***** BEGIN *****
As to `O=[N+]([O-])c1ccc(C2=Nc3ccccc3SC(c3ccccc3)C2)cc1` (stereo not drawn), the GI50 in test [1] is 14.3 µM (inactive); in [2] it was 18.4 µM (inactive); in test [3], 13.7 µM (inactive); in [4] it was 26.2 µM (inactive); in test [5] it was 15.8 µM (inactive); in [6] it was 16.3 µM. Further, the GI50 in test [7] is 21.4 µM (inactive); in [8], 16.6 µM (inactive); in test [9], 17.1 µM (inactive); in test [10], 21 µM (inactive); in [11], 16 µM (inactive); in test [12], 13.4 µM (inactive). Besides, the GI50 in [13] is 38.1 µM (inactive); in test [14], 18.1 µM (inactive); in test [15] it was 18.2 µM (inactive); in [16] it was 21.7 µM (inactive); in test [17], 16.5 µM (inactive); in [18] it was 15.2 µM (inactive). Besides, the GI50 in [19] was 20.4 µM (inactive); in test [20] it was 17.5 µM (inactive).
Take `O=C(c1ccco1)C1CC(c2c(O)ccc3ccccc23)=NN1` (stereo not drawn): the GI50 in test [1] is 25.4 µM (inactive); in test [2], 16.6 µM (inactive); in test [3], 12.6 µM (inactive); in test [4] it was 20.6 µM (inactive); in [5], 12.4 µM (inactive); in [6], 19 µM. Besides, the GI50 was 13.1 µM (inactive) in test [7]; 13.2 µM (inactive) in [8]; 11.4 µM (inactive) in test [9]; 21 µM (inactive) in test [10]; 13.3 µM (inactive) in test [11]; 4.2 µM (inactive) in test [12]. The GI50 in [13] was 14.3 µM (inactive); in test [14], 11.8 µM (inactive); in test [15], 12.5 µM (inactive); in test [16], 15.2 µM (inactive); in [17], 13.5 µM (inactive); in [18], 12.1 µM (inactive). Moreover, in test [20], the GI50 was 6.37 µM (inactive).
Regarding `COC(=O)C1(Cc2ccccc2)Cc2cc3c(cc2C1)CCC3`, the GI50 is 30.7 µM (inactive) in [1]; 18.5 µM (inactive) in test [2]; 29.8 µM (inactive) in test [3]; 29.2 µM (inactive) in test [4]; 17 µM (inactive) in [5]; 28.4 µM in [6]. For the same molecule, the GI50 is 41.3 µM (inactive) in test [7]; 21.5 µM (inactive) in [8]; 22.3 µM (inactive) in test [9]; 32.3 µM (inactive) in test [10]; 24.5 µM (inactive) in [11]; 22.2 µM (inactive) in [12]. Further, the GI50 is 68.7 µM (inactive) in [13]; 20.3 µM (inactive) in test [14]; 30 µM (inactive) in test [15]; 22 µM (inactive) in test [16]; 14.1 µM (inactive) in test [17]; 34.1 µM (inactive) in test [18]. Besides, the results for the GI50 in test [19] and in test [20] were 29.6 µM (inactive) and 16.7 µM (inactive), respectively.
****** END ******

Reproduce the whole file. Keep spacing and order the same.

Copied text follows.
As to `O=[N+]([O-])c1ccc(C2=Nc3ccccc3SC(c3ccccc3)C2)cc1` (stereo not drawn), the GI50 in test [1] is 14.3 µM (inactive); in [2] it was 18.4 µM (inactive); in test [3], 13.7 µM (inactive); in [4] it was 26.2 µM (inactive); in test [5] it was 15.8 µM (inactive); in [6] it was 16.3 µM. Further, the GI50 in test [7] is 21.4 µM (inactive); in [8], 16.6 µM (inactive); in test [9], 17.1 µM (inactive); in test [10], 21 µM (inactive); in [11], 16 µM (inactive); in test [12], 13.4 µM (inactive). Besides, the GI50 in [13] is 38.1 µM (inactive); in test [14], 18.1 µM (inactive); in test [15] it was 18.2 µM (inactive); in [16] it was 21.7 µM (inactive); in test [17], 16.5 µM (inactive); in [18] it was 15.2 µM (inactive). Besides, the GI50 in [19] was 20.4 µM (inactive); in test [20] it was 17.5 µM (inactive).
Take `O=C(c1ccco1)C1CC(c2c(O)ccc3ccccc23)=NN1` (stereo not drawn): the GI50 in test [1] is 25.4 µM (inactive); in test [2], 16.6 µM (inactive); in test [3], 12.6 µM (inactive); in test [4] it was 20.6 µM (inactive); in [5], 12.4 µM (inactive); in [6], 19 µM. Besides, the GI50 was 13.1 µM (inactive) in test [7]; 13.2 µM (inactive) in [8]; 11.4 µM (inactive) in test [9]; 21 µM (inactive) in test [10]; 13.3 µM (inactive) in test [11]; 4.2 µM (inactive) in test [12]. The GI50 in [13] was 14.3 µM (inactive); in test [14], 11.8 µM (inactive); in test [15], 12.5 µM (inactive); in test [16], 15.2 µM (inactive); in [17], 13.5 µM (inactive); in [18], 12.1 µM (inactive). Moreover, in test [20], the GI50 was 6.37 µM (inactive).
Regarding `COC(=O)C1(Cc2ccccc2)Cc2cc3c(cc2C1)CCC3`, the GI50 is 30.7 µM (inactive) in [1]; 18.5 µM (inactive) in test [2]; 29.8 µM (inactive) in test [3]; 29.2 µM (inactive) in test [4]; 17 µM (inactive) in [5]; 28.4 µM in [6]. For the same molecule, the GI50 is 41.3 µM (inactive) in test [7]; 21.5 µM (inactive) in [8]; 22.3 µM (inactive) in test [9]; 32.3 µM (inactive) in test [10]; 24.5 µM (inactive) in [11]; 22.2 µM (inactive) in [12]. Further, the GI50 is 68.7 µM (inactive) in [13]; 20.3 µM (inactive) in test [14]; 30 µM (inactive) in test [15]; 22 µM (inactive) in test [16]; 14.1 µM (inactive) in test [17]; 34.1 µM (inactive) in test [18]. Besides, the results for the GI50 in test [19] and in test [20] were 29.6 µM (inactive) and 16.7 µM (inactive), respectively.